After the turn of the millennium, developers started adding all manner of amenities to new apartment buildings. Hong Kong property billionaire Samuel Lee worked with architect Squire & Partners to create 199 Knightsbridge, which has 205 apartments and comes with a ‘world class leisure suite’, according to Harrods Estates. It opened in 2005. Scarisbrick adds that developer Northacre was prominent in creating these high-service apartments for HNWs. Examples include its The Lancasters development in Hyde Park and The Phillimores in Kensington.
Then, he says, everything changed when the 86-home One Hyde Park landed on the scene in 2009. ‘It must have been the first branded residence. It was loosely branded, because of its connection with the Mandarin. And it proved to be very successful, predominantly for international buyers, who just loved that concept – the hotel style, living in ultra-high security, brand new buildings, and with a little bit of glitz and glamour.’
Scarisbrick says that some other hotels, such as the Four Seasons at 20 Grosvenor Square, have provided staffing for projects but without other elements of service.
How are branded residences expected to grow in London, and globally?
The development of branded residence projects continues apace. According to Savills, 20 new London projects are set to be completed by 2030. A new Mandarin Oriental project on the South Bank is slated for completion in 2028, which will also serve as the brand’s third London hotel.
Knight Frank’s Global Branded Residences 2023 report, which has tracked 324 luxury development schemes across 52 countries – amounting to 26,000 individual ‘units’ – predicts that the sector will grow by 12 per cent each year up to 2026.
The market for branded residences is expected to continue its steep rise, in part because of the growth of the global population of UHNWs, which Knight Frank researchers have predicted will grow by almost 30 per cent between 2022 and 2027. A significant number of super-wealthy buyers, other Knight Frank research suggests, have considered buying a second home as a result of changing living habits after the pandemic.
Globally, forward sales of branded residence projects are strong. At the end of 2022, it was announced that three-quarters of the 162 units which will soon be part of Dubai’s Six Senses Residences The Palm had already been snapped up – more than a full year away from the completion date of 2024.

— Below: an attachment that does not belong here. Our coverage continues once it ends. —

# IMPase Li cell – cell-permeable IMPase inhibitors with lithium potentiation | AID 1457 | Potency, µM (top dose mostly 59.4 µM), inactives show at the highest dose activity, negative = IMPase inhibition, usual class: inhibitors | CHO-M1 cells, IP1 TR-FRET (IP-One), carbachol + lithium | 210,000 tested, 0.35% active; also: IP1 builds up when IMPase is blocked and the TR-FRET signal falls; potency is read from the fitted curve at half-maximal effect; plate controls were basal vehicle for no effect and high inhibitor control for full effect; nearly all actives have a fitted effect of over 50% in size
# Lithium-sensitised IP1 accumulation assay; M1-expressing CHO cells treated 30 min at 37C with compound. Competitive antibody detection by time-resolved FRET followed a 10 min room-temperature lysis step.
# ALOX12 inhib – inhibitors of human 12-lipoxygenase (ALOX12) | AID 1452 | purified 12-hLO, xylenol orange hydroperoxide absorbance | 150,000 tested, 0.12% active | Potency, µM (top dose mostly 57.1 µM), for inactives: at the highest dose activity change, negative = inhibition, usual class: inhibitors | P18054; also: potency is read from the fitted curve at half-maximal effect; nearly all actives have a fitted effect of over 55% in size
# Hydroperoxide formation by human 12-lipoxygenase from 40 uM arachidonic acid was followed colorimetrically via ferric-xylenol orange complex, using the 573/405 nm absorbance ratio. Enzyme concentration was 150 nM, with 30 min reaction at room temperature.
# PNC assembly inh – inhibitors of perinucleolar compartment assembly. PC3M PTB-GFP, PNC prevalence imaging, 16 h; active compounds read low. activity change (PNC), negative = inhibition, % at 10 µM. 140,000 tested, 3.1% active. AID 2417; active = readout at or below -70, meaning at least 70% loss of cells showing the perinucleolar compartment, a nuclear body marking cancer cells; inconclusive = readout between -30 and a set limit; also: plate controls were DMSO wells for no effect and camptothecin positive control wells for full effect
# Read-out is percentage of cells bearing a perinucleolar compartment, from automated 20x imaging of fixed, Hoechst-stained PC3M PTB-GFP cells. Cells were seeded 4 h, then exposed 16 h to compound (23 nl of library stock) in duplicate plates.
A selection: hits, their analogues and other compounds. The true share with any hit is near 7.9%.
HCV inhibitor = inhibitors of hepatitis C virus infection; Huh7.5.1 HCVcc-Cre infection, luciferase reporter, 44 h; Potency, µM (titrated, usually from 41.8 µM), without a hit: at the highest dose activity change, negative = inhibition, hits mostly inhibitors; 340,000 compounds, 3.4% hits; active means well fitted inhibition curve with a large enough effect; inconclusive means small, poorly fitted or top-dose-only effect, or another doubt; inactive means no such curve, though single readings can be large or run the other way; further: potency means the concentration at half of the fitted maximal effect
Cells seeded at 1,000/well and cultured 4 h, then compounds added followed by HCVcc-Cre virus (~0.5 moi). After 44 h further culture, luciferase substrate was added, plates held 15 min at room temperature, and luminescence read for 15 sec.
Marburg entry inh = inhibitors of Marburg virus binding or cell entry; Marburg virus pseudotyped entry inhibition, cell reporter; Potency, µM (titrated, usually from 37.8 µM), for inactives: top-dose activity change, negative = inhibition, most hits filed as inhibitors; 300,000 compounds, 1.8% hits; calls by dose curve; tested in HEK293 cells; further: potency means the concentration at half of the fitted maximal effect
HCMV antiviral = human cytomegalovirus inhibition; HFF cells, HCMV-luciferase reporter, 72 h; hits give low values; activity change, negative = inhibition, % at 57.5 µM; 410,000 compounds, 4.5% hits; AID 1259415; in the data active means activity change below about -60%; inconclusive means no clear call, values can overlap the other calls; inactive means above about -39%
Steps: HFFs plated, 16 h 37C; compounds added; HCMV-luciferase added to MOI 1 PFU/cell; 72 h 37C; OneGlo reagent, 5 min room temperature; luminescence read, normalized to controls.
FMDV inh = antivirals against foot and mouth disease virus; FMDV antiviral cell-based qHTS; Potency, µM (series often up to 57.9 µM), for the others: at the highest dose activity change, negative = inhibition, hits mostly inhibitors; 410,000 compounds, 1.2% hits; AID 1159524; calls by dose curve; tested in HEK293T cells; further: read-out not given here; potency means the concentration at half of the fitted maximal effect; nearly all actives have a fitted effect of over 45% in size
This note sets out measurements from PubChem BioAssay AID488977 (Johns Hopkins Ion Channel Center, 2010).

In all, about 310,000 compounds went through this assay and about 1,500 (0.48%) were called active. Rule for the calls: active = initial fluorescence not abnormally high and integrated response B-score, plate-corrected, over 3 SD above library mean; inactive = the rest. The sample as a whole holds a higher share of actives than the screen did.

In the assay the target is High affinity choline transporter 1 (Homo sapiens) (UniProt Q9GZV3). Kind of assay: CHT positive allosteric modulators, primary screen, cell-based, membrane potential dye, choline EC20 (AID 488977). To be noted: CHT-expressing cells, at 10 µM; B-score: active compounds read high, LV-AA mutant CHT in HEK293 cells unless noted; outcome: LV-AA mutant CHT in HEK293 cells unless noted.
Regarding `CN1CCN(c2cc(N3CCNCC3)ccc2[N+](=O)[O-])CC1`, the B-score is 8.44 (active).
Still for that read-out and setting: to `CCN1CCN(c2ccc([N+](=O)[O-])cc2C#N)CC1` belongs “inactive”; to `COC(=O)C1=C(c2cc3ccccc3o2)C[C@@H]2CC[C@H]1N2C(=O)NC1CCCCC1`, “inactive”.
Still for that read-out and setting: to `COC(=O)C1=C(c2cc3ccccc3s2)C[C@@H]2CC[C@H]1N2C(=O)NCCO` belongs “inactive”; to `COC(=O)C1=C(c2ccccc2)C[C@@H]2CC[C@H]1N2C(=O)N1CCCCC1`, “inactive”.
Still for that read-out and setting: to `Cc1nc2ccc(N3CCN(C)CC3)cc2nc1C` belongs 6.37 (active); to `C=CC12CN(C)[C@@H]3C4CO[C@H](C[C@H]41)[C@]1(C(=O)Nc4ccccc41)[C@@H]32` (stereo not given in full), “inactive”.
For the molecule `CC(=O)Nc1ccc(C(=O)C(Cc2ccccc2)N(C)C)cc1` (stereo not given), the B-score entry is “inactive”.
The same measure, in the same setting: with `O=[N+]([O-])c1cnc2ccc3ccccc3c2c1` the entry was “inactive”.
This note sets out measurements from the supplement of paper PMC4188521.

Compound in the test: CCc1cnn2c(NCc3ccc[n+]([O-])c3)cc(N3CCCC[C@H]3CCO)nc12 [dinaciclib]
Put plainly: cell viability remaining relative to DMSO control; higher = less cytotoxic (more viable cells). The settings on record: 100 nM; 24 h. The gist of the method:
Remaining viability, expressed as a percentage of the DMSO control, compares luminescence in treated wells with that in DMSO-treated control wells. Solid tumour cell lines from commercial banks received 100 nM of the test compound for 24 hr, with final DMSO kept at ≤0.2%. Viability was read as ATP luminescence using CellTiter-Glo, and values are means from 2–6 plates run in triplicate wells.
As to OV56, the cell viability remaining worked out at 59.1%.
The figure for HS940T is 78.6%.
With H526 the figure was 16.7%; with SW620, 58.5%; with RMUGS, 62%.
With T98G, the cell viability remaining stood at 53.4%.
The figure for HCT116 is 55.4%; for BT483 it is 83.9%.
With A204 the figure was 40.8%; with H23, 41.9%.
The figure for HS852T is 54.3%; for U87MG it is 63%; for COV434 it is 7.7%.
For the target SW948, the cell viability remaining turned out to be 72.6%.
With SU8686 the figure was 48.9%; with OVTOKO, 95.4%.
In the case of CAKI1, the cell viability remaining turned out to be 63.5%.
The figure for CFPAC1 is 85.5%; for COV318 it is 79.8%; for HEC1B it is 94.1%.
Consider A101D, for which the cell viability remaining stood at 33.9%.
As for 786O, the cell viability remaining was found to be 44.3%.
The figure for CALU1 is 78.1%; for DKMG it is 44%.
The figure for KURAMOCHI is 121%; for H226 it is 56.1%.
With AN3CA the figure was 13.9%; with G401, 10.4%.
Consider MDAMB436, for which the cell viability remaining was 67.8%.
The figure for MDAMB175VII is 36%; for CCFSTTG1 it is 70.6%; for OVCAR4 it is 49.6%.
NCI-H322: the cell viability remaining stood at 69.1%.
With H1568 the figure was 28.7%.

The global total of branded residence projects is set to hit more than 1,100 by 2027, data from Savills suggess. Currently, Dubai has the greatest number globally, with 45 branded residences, while another 33 are in the pipeline for the city. Marriott International alone has a total of 200 either open or in development globally, with its Ritz-Carlton and St Regis brands gearing up to open more than 40 new projects. Non-hotel brands involved with branded residences projects include Trump, YOO Studio, Versace and Armani.
What do UHNW buyers need to consider when buying a branded residences home?
Wealthy property buyers have found that branded residences provide ‘reassurance and comfort,’ Forbes says, and many of these buyers will pay a premium for extra services and a trademark name.
Still, even when a prominent hotelier is on board, he suggests UHNWs keep in mind the fundamentals behind a property purchase.
‘Even though something is branded, it’s ultimately about the quality of the property and its location,’ he says. ‘There are a lot of new developments that aren’t branded, that still command premiums for providing service. I guess the branded element provides a hotel-type service generally.’
Forbes says that along with his partner, he has been fortunate to be involved in some of the biggest transactions of branded residences in the London market to date. But, he adds, ‘we know it still has to be the right building, the right part of London and the right service within it.’
Branded residences are not for everyone, he concludes. ‘There are a lot of people who travel a lot - they are in hotels a lot of the time – and they don’t necessarily want to be living in one when they are in their own London home’.
‘But if it’s very much an UHNW’s holiday home, then actually the hotel branded residence may be ideal.’